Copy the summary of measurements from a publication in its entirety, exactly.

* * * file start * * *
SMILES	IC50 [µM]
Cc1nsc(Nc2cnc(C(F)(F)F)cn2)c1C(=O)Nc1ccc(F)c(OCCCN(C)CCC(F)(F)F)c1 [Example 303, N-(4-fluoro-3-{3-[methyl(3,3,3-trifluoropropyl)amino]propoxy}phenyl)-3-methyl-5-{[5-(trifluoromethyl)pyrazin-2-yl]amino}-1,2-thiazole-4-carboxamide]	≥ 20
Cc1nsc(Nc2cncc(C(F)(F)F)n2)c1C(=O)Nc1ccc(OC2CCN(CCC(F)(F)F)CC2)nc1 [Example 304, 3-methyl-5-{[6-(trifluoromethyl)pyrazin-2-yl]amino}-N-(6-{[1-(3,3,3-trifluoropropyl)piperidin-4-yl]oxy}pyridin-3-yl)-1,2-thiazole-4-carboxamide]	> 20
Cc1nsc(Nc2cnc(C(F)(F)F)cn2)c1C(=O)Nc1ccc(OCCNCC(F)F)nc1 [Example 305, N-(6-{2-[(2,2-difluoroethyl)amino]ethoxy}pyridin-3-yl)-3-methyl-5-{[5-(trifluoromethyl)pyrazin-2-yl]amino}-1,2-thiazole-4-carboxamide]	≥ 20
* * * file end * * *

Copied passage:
SMILES	IC50 [µM]
Cc1nsc(Nc2cnc(C(F)(F)F)cn2)c1C(=O)Nc1ccc(F)c(OCCCN(C)CCC(F)(F)F)c1 [Example 303, N-(4-fluoro-3-{3-[methyl(3,3,3-trifluoropropyl)amino]propoxy}phenyl)-3-methyl-5-{[5-(trifluoromethyl)pyrazin-2-yl]amino}-1,2-thiazole-4-carboxamide]	≥ 20
Cc1nsc(Nc2cncc(C(F)(F)F)n2)c1C(=O)Nc1ccc(OC2CCN(CCC(F)(F)F)CC2)nc1 [Example 304, 3-methyl-5-{[6-(trifluoromethyl)pyrazin-2-yl]amino}-N-(6-{[1-(3,3,3-trifluoropropyl)piperidin-4-yl]oxy}pyridin-3-yl)-1,2-thiazole-4-carboxamide]	> 20
Cc1nsc(Nc2cnc(C(F)(F)F)cn2)c1C(=O)Nc1ccc(OCCNCC(F)F)nc1 [Example 305, N-(6-{2-[(2,2-difluoroethyl)amino]ethoxy}pyridin-3-yl)-3-methyl-5-{[5-(trifluoromethyl)pyrazin-2-yl]amino}-1,2-thiazole-4-carboxamide]	≥ 20